Scaffolding inspection and maintenance procedures should focus on the areas where issues are most likely to occur:
- Checking for missing parts and hardware, such as nuts, bolts and wedges
- Replacing missing or damaged parts with high-quality products that meet the manufacturer’s specifications
- Evaluating the condition of the planks to detect cracks, splits and other telltale floor weakness signs
- Looking for rough exposed edges that could cause scratches or cuts
- Checking for signs of overloading, such as buckled or dented planks
- Lubricating the nuts that secure clamps and braces
- Assessing the swing gates for broken or damaged springs
Fall Protection Requirements
Due to the high risk of falling, OSHA requires stringent fall protection measures. According to the agency, fall protection consists of a combination of guardrail systems and personal fall arrest systems.
A guardrail is a vertical barrier typically consisting of top rails, mid-rails and posts designed to prevent workers from falling off an elevated scaffolding platform. A fall arrest system includes a harness and related components like anchorage points, lifelines, and snap hooks. Its purpose is to prevent a worker from falling or safely stop a fall if it happens.
Here is a comprehensive breakdown of the specific OSHA fall protection requirements based on the types of scaffolds:
- Personal fall arrest system only: Aerial lifts, boatswain’s chairs and catenary, float, ladder jacket or needle beam scaffold
- Personal arrest system or a guardrail system: Crawling board (chicken ladder), supported scaffold
- Personal arrest system and a guardrail system: Self-contained scaffolds and single-point and two-point suspension scaffolds
Fall Protection and Other Safety Standards
According to OSHA 1926.451(g)(1), employers must provide fall protection for workers on scaffolding more than 10 feet above the ground or a lower level. A competent person must decide whether scaffolds are necessary at each job site and verify they meet all applicable requirements.
Safety standards also apply to other areas of the scaffolding process.
Falling Object Protection
Workers on scaffolds typically use an assortment of hand tools and other equipment to complete their tasks, which creates a falling objects hazard. OSHA mandates that all workers at a scaffolding job site protect their heads by wearing hard hats. Additionally, workers should install nets, screens or barricades to catch any items or debris that fall from the elevated platform.
Appropriate training is essential for keeping workers safe when working at heights. OSHA requires that anyone who uses scaffolding to perform their job duties receive training from a qualified person, defined as an individual having the background and experience to make them an expert in scaffolding structures.
Also, anyone who transports, assembles, maintains, repairs, operates or inspects scaffolding equipment must receive training from a competent person.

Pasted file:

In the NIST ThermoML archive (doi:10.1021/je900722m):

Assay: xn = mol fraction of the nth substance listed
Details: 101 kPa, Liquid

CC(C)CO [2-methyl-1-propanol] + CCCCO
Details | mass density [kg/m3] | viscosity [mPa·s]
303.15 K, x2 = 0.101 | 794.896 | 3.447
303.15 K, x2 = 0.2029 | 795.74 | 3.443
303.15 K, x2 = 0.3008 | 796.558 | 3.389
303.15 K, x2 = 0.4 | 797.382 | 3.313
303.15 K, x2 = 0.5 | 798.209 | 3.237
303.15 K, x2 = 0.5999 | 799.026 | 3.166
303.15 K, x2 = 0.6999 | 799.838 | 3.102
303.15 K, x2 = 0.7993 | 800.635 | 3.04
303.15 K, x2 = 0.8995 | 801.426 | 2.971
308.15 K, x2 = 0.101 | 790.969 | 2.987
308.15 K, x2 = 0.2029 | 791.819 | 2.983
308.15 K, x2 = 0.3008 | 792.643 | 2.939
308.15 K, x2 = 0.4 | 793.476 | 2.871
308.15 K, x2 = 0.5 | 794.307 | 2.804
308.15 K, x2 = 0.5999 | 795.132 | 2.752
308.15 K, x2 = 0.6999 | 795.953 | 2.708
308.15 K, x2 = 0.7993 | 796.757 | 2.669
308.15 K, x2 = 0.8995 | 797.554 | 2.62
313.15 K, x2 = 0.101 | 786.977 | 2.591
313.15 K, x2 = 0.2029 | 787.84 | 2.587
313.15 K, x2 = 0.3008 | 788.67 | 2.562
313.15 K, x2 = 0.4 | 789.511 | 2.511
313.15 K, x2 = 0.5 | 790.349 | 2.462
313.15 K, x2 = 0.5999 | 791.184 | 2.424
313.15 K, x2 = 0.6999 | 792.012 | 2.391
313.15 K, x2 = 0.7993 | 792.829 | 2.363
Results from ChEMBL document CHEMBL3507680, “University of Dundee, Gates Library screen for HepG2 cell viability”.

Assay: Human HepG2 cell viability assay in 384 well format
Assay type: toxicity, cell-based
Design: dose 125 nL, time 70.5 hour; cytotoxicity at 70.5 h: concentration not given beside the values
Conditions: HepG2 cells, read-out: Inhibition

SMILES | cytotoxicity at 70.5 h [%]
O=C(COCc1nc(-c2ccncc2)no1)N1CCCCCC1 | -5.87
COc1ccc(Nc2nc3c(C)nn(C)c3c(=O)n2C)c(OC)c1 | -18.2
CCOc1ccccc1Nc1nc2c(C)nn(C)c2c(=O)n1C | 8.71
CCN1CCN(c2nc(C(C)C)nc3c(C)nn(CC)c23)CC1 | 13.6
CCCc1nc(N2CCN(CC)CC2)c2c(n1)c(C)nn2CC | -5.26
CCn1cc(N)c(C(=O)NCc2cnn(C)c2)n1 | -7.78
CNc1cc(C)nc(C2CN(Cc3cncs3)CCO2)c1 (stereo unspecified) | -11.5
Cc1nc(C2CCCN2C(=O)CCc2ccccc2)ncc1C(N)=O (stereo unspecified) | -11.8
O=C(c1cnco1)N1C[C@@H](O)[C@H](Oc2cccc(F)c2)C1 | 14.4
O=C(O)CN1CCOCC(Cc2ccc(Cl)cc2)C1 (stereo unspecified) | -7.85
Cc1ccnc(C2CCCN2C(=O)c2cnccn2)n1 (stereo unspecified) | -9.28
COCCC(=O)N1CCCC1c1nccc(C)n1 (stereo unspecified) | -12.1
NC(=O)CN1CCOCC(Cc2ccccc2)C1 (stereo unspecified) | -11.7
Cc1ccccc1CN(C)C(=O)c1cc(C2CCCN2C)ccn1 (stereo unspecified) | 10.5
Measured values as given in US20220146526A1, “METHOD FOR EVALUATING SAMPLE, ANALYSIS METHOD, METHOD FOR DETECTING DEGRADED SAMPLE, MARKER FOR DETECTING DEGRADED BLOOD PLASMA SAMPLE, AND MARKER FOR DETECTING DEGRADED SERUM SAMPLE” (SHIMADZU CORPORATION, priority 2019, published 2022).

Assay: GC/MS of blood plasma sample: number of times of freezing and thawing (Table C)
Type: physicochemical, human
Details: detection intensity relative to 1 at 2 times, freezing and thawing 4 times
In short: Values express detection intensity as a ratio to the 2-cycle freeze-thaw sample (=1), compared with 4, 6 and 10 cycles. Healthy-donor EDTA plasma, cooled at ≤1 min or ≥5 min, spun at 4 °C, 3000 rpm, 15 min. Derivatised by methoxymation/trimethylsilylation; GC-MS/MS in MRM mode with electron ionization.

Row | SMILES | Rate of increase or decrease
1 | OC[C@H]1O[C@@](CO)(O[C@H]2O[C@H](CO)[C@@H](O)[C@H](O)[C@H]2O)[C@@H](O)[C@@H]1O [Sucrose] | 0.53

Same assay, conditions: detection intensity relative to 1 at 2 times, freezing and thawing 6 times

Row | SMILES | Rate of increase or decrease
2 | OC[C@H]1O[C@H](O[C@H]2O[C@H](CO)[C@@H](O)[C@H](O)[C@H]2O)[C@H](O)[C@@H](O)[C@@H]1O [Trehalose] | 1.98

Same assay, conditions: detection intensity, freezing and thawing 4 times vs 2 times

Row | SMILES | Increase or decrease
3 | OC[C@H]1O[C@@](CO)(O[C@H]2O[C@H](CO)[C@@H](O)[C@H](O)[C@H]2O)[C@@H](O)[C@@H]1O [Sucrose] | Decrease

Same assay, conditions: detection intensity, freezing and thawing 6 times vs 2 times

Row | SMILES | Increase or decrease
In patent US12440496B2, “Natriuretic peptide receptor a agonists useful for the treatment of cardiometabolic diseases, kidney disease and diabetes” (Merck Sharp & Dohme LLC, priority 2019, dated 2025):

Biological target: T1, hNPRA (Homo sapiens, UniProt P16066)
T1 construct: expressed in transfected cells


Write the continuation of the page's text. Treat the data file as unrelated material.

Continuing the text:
Employers must retrain workers whenever they believe the employees don’t have adequate knowledge or proficiency to perform their job duties safely. A significant change in site conditions can also present retraining opportunities.
Safe Use of Scaffolds
Some workers assume that all scaffolding equipment is alike. However, each type of scaffold has engineering and design nuances, which can lead to accidents if crew members aren’t careful when using the equipment. The best practice for preventing accidents is to follow the operating instructions provided by the manufacturer.
OSHA also prohibits the use of scaffolds in hazardous conditions, such as when snow, ice, oil, water or other slippery substances are covering the equipment.
To reduce the risk of electrocution, keep scaffolds at least 2 feet away from insulated power lines of less than 300 volts. The minimum clearance for insulated power lines of at least 300 volts and all uninsulated lines is 10 feet.
Accessing Scaffolding Equipment
Injuries can occur when boarding or dismounting from a scaffolding platform. OSHA approves the use of various types of ladders, integral prefabricated frames, stair towers, walkways and ramps when accessing scaffolds.
Follow the “three points of contact” rule when climbing on scaffolding equipment to reduce the risk of falls. Maintain contact with either one hand and two feet or two hands and one foot at all times.
Reach Out to IE for Chicago Area Scaffolding Needs
If you’re looking for high-quality scaffolding solutions in Chicago or the surrounding area, International Equipment has everything you need.
We offer various types of scaffolds for projects performed by general contractors, emergency restoration companies, masons, lighting companies, industrial/manufacturing operations and more. We also offer a host of support services to help you get the most out of your equipment.
Safety is the top priority at IE. Besides providing expertly designed and constructed scaffolds, we offer training that ensures the safe use of scaffolding equipment to reduce the risk of job site accidents.
Contact us for more information today.